September 8, 2014 1:59 PM

Free Press's Misleading Theories on Title II and CapEx (Pt. 2)

In its Net Neutrality Comments, Free Press combines a limited number of less-than-ideal data points with a faulty methodology and a misleading narrative to claim that has "proven" its' reckless accusation that ISPs are lying when they express concerns that Title II reclassification/regulation may distort their incentives to invest in network improvements.  

In the previous post, we discussed some of the problems with the methodology, reasoning, and data Free Press uses to reach its conclusion.  Today, we'll correct Free Press's misleading narrative "interpreting" the data with some relevant facts that you wouldn't know if you only read their comments.  

Ironically, Free Press concludes its misleading presentation of capex "facts" (Comments III.B and III.C) by stating, "[w]e hope that the Commission and other policymakers learn and understand this history, for this debate cannot be a legitimate one if basic historical facts are replaced by incorrect beliefs."  Comments at 111 (emphasis added).  This statement would be OK (but still too preachy), if it didn't just present the FCC with a version of history so tailored for advocacy that it exists only in Free Press's comments.  But, it's easy to forget . . .   

Excessive Investment=Excess Capacity=Loss of Investment + Jobs

Free Press speaks of the period before the Cable Modem Order (in 2002) with a level of nostalgia that would seem more appropriate to a former WorldCom executive than a group claiming "historical facts."  Free Press confidently asserts,

[common carriage], in conjunction with policies that opened up communications markets to greater competition, also was responsible for the largest period of telecommunications industry investment in U.S. history.
Comments at 90.   The only hint from Free Press that this period may not have been an unqualified success is when Free Press allows that, "[m]uch of this investment . . . was a bubble ...." Comments at 111. 

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Perceived Bandwidth Demand Drove CapEx.  Internet traffic grew at incredibly high rates in the second half of the 1990s, but the Internet was new to most people, and the subject of a lot of hype.  Thus, perceived Internet traffic growth not only outpaced actual Internet traffic growth, but it was also disproportionately affecting perceptions of total bandwidth demand.  But, where would people get these ideas?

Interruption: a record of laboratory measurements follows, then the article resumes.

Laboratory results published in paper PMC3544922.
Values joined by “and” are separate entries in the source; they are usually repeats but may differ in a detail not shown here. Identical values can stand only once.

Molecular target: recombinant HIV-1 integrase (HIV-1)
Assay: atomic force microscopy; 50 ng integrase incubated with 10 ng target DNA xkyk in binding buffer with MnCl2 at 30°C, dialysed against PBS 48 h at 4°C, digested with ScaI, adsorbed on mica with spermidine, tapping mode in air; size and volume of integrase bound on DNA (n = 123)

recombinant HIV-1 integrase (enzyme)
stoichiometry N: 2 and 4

Well, in a March 2000 report to Congress, then-FCC Chairman William Kennard stated,

Internet traffic is doubling every 100 days. The FCC's 'hands-off' policy towards the Internet has helped fuel this tremendous growth. 
(emphasis added).  Kennard's predecessor, Reed Hundt, would have none of this foolishness, and wanted people to know that "[i]n 1999 data traffic was doubling every 90 days." (emphasis added) ( Quote is from Hundt's self-congratulatory book, "You Say You Want a Revolution"at 224.)

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The Reality.  Not everyone at the FCC was buying (or selling?) the hype.  A senior economist at the Commission, Douglas Galbi, published a paper the same year (2000), warning that total bandwidth demand was not as high as everyone seemed to think.

Growth of bandwidth in use for Internet traffic has been dramatic since 1995, but Internet bandwidth is only a small part of total bandwidth in use. . . .
(emphasis added).  Meanwhile, massive fiber deployments and innovations in optical transmission equipment meant that capacity was about to explode.